Got altitude? Even here in the plains, the flatlands, we have altitude issues. Unfortunately, these issues have plagued me with my Garmin Fenix 3HR GPS watch. However, there is a snappy solution to these problems that involved Snapchat and manual calibration of your watch.
In a nutshell, here’s the problem: some GPS watches like my Garmin “lose” the altitude on the run or fall out of calibration with the correct altitude. This causes the watch to “lose” the GPS coordinates, causing wild discrepancies in mile pace and correct distance. Sometimes my Garmin will be off by a few, tens, hundreds or thousands of feet (see pic below for one of the most extreme examples with a 6000′ discrepancy). This has happened to me on many occasions. The end result is scrambling of my Garmin data, meaning either a) the watch doesn’t correctly save the info (so I check with Strava and Runkeeper, my backups-link through Garmin Connect) or b) the watch doesn’t save the run at all due to the invalid data. Sometimes I can interpolate the correct data or import it from Strava and Runkeeper. Other times the run is just simply lost and I can’t recreate it. Except in my imagination and memory.
While Garmin works on the problem (and they are I assure you, I’m added to a group study of runners they are trying to fix this now), I decided to take matters into my own hands using the Snapchat altitude filter. For at least six months, I’ve been working on solving this problem and am finally ready to share my experience with you.
Curiosity made me start comparing the Garmin altitude to the Snapchat altitude for my location. (Swipe right within Snapchat to find the altitude filter which you can select the circular one or the plain numbers either in feet or meters.) I was surprised to learn how often the Garmin altitude was “off” sometimes by more than a hundred feet as shown above. Why does this happen? I don’t know exactly. Some of it has to do with changes in barometric pressure, humidity, rainfall seem to trigger the discrepancies.
So I began to “correct” or manually fix the altitude as follows: Press left center button on Garmin Fenix to show settings, Select settings, then scroll down and select “sensors”, then scroll down to altimeter, select Altimeter. Here you have two options. You can either a) enter current elevation (what I do 90% or more of the time) or b) use GPS to calibrate the altitude. When I select b, I tend to get inaccurate altitude “locked” into the watch, causing more problems. However, when I choose a), I then hop over to Snapchat to “patch” the altimeter correctly.
Usually I just take a photo of my watch showing the Garmin altitude and then swipe to the Snapchat altitude-filtered photo for an easy comparison of any discrepancy, click save within Snapchat to save the discrepancy so we can track it. (*Note: Sometimes on very rare occasions the Garmin altitude is “on” meaning correct and no adjustment is necessary. But if it’s off by a foot or more, I always adjust it. If I don’t, the watch acts up). Once you have the Snapchat altitude, you can manually enter that as I mentioned earlier.
After you manually enter the correct altitude via Snapchat, click OK and save. Usually this fixes the problem. If we are having weird weather I might double check outside with Misty right before we run. If it’s off, I simply manually enter the correct altitude again.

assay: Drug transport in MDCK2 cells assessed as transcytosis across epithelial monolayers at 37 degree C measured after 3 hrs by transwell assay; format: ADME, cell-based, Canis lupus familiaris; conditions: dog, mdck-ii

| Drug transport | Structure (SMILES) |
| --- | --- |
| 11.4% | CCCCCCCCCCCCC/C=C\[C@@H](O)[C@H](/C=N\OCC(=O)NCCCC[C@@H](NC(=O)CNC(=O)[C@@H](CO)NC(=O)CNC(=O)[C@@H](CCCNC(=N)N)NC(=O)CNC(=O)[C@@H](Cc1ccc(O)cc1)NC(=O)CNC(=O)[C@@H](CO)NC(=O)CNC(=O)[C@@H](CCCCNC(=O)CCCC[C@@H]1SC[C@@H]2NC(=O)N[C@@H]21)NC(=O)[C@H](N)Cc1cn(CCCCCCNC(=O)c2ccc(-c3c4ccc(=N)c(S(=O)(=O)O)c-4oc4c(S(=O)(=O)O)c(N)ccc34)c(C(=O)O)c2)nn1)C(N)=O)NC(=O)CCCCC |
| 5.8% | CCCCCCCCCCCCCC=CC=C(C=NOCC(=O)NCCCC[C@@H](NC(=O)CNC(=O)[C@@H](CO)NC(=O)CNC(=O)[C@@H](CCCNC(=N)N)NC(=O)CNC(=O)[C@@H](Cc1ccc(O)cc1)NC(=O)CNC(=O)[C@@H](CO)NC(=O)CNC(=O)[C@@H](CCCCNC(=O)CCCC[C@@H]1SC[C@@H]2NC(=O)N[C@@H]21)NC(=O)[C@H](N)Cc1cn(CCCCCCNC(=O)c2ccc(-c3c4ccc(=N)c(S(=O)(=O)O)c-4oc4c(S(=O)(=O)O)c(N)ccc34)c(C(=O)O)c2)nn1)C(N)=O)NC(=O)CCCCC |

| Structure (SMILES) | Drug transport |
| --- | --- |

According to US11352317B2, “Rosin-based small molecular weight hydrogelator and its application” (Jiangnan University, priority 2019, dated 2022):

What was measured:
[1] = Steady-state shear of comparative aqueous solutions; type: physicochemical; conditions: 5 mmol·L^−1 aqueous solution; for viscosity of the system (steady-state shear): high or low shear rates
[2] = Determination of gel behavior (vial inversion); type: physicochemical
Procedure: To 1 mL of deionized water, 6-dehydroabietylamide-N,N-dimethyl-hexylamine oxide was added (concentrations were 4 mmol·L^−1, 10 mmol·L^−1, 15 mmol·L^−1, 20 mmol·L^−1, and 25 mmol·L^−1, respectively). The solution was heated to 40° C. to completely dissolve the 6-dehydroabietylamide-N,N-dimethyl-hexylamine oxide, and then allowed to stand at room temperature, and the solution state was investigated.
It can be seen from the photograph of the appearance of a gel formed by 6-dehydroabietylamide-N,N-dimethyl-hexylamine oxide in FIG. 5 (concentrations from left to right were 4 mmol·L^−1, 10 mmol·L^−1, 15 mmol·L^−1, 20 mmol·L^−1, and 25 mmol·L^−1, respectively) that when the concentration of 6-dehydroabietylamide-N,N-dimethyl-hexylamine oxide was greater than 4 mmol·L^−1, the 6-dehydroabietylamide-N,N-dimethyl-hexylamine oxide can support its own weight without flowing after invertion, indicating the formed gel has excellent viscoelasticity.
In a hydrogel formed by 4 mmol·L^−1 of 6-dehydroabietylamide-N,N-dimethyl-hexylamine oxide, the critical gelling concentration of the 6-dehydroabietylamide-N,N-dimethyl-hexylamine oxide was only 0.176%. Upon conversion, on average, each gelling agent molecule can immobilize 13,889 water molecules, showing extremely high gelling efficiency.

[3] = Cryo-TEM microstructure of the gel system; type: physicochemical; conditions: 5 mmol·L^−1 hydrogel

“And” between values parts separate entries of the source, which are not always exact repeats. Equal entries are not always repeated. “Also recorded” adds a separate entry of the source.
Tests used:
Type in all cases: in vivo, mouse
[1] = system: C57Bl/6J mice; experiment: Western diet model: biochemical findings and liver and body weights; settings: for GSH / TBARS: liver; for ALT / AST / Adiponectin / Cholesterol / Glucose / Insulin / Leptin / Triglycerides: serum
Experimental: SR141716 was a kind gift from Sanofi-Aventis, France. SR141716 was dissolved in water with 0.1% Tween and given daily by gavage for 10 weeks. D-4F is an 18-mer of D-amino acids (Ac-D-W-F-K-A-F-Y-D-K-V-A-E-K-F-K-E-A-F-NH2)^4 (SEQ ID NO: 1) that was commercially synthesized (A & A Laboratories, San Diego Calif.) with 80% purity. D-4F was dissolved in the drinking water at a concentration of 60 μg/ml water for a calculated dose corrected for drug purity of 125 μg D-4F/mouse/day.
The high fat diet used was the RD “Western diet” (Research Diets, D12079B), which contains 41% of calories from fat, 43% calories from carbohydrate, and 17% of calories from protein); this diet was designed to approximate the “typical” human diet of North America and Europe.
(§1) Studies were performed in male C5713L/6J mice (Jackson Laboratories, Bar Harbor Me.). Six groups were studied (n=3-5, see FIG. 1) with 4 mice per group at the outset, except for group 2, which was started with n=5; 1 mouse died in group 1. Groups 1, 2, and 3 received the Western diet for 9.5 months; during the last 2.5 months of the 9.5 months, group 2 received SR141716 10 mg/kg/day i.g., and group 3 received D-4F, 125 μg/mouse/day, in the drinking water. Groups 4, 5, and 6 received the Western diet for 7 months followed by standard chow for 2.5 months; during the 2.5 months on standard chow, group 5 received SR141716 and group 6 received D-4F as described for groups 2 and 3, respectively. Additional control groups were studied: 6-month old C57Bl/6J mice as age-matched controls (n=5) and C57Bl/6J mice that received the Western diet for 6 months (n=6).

Another thing I highly recommend as regular Garmin maintenance is to regularly clean your Garmin watch backside with a Q-tip and rubbing alcohol. This clears sweat from the sensors. I think the accumulation of sweat past a certain point leads to problems with altitude, GPS, and syncing the watch. That is my experience.
If you have any questions on how to do this or have trouble with it, please feel free to contact me. Hopefully we can reach a point when our Garmin watches will “hold” the altitude in place and be as accurate as the Snapchat altimeter. The advantage of the Snapchat altimeter is I know the altitude to hundredths of a foot or meter. My Garmin just rounds to the nearest foot.
When I make the correction, I usually just round it to the nearest foot when I manually enter the data. If you love metric better, just use meters.
Caution: There might be rare occasions when the Snapchat altitude is off. I’ve only seen this happen maybe once or twice. If you move from one altitude to another, Snapchat takes a short time to reset.
How reliable is this? I’d say it’s worked for me at least 90-95% of the time. At first, it was hit-or-miss as I was figuring out how do this consistently and make the altitude “stick” or stay in place. But if the altitude is locked, it’s very rare for my watch to “drop” or lose a run now. Unless the memory bank is full. Or if I forget to clean the sweat as I indicated earlier.
It’s important to many of us to have accurate data when we run (meaning the GPS and the altitude, having correct mile splits). So this correction is important to do right before running a race. At least check to make sure the altitude is “on”. If it’s off, fix it quickly before it scrambles your Garmin run data. It’s a pretty easy fix and once you fix it a few times, it’s just a minor inconvenience.
Is it a complete solution? No not at the level of a software patch. It is an ad hoc solution to a technological issue. In my humble opinion, it’s the best solution we have for now until Garmin can produce a systemic patch or fix.
Try this and see if it works for you. If it doesn’t, please let me know. I’m hopeful this will be helpful to anyone that is having altitude/GPS issues with their Garmin watch.
Thanks to all who have helped me figure this out and for your patience.
So the next time your Garmin hiccups the altitude or GPS, open Snapchat and fix it. And clean the watch. We can do-it-ourselves. Yes we can! Happy healthy trails my friends! Stay calm and carry on!